All Christians without exception must go to Confession if they wish to be saved. But how should the truly faithful Confession occur? Many do not know this, and that is why is necessary to discuss this question more thoroughly. Here we will look at the following three parts of Confession:
a) What we should do before we go to the confessor.
b) What we should do when we are with the confessor.
c) What we should do when we come out of Confession.
What should we do before we go to the confessor?
The first and the last of the Apostles of Christ sinned gravely. Peter denied Christ; Judas betrayed Him. But Peter was forgiven and Judas perished. Peter regained his Apostolic dignity, but the condemnation of the ages is still weighing on Judas. What saved Peter, and what destroyed Judas? What should have this wretch done? Should he have confessed the sin after he committed it? But, technically speaking, he confessed when he went to the scribes and elders and told them, “I have sinned in that i have betrayed the innocent blood” (St. Matthew 27:4), and with the confession gave back the thirty silver pieces to them. Is this not enough? Alas, no! A confession by itself does not save. Besides a broken heart, a live faith in God’s grace is needed. Judas despaired of his salvation; that is why he hung himself after his confession. His body hung on a tree, and his soul went to hell for eternal torment.
Peter did not do so. In the yard of Caiaphas he denied Christ, his Benefactor, and Teacher, three times: “I do not know the man” (St. Matthew 26:74). But at the third denial, when he heard the rooster crow, he remembered what Christ had prophesied, realized his sin, and humbled his heart. He went out of that yard, got out of the bad company of the servants of the high priest, and, most importantly, began to shed bitter tears–tears of sincere, heartfelt, deep repentance. According to one tradition, throughout his whole life, whenever he heard a rooster crow Peter remembered his heavy sin, and his eyes turned into two springs of most repentant tears. Peter did not despair; he believed in God’s mercy and thus saved himself.
Saint Peter has left us a living lesson: to turn again to God after our fall into sin. It is faith in God’s mercy which drives away ever despair. God is love (agape). However grave our sin may be, He will forgive it, provided we repent from the heart. Even if our sins are as high as the mountains, they will sink in the ocean of God’s mercy. However, if a man despairs, he is lost. Despair is the triumph of the devil. In short, let us protect ourselves from despair because if we despair no one can save us.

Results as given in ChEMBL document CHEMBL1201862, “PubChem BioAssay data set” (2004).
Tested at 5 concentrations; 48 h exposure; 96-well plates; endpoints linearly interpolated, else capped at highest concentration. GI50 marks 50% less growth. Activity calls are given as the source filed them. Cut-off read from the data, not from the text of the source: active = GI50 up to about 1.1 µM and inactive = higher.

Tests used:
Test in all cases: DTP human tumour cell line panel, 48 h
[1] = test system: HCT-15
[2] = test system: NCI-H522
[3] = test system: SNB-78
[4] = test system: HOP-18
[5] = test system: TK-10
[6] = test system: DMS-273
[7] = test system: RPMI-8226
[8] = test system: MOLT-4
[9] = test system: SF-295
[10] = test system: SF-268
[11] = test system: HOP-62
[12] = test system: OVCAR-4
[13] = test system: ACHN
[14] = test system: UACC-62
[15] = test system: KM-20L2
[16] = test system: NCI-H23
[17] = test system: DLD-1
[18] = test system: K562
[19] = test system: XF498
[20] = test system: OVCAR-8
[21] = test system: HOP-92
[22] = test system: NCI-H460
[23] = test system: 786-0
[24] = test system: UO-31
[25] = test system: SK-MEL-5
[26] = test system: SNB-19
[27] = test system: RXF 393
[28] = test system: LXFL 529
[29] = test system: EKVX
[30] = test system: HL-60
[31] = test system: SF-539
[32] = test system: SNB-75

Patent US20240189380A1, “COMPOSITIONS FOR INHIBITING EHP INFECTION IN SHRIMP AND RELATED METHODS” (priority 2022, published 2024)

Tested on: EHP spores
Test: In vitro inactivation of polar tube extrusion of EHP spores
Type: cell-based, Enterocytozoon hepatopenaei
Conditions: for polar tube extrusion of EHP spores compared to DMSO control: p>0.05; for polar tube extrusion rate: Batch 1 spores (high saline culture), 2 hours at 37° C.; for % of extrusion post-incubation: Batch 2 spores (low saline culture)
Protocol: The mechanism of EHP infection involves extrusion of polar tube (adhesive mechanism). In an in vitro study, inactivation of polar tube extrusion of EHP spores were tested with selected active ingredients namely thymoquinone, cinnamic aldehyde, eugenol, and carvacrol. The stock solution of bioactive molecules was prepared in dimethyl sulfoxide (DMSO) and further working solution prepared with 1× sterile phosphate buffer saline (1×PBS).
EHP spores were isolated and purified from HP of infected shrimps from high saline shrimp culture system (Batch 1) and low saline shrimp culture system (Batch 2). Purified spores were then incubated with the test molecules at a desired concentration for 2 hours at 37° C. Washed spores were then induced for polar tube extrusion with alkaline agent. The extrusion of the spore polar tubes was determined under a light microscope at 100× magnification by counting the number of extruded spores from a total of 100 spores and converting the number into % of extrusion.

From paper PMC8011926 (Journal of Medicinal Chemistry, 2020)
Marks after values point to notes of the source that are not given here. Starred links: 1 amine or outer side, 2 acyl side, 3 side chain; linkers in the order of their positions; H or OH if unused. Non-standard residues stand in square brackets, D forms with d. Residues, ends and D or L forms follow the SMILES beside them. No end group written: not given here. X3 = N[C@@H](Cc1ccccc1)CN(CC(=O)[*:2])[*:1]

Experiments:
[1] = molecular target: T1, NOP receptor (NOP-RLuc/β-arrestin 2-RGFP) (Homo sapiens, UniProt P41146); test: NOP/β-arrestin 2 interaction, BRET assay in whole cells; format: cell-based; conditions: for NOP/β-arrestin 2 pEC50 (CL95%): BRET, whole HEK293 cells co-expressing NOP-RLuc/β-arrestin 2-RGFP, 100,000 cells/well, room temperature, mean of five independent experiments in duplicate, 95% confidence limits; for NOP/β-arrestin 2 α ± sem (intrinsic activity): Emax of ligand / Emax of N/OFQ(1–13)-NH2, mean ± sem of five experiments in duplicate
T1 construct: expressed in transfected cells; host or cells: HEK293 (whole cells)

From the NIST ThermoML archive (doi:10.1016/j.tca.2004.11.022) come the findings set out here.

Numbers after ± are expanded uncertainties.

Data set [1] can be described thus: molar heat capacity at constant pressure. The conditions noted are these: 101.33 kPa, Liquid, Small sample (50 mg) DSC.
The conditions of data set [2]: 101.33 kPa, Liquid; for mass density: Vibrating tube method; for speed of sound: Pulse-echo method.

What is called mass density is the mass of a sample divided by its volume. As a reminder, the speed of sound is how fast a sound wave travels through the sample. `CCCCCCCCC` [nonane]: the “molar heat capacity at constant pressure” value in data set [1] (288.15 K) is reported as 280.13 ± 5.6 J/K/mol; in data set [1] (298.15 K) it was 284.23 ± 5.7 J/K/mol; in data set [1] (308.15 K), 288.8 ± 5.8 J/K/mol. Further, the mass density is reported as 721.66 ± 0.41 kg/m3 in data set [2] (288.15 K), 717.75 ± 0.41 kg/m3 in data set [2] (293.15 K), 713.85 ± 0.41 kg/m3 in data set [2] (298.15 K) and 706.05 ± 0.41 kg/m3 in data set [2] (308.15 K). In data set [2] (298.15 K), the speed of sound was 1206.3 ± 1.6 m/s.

We should imitate the holy Apostle Peter in another respect, as well. As he realized his sin, he immediately went out of the accursed yard of the high priest where he had denied Christ. And you, brother or sister when you want to confess and come back to God, come out of that accursed yard of sin where you have been until now and where you have denied Christ not three times, but thirty-three times. Come out with your body, with your heart, and with your mind! Peter went away from the servants of the high priest. You, too, abandon the friendship with those who teach you to sin or who unwittingly serve as a temptation to you.
What should we do when we are with the confessor?
We have to do the following:
1) Remember that we have come to Christ’s infirmary. Here, the visible doctor is the priest, and the invisible–Christ Himself;
2) Confess our sins without false shame;
3) Not seek excuses for our sins;
4) Consciously conceal absolutely nothing;
5) Do not confess with general phrases which have no meaning;
6) Confess briefly, but precisely, the character of each of our sins;
7) Not reveal other people’s sins, and conceal, whenever possible, the names of the persons who have tempted us or who have sinned with us through our fault;
8) Not to boast before the priest of any virtues of ours;
9) Not to transfer the blame on others, but only on ourselves; and
10) Have a sincere desire not to sin again.
(Source: The Forgotten Medicine: The Mystery of Repentance by Archimandrite Seraphim Aleksiev)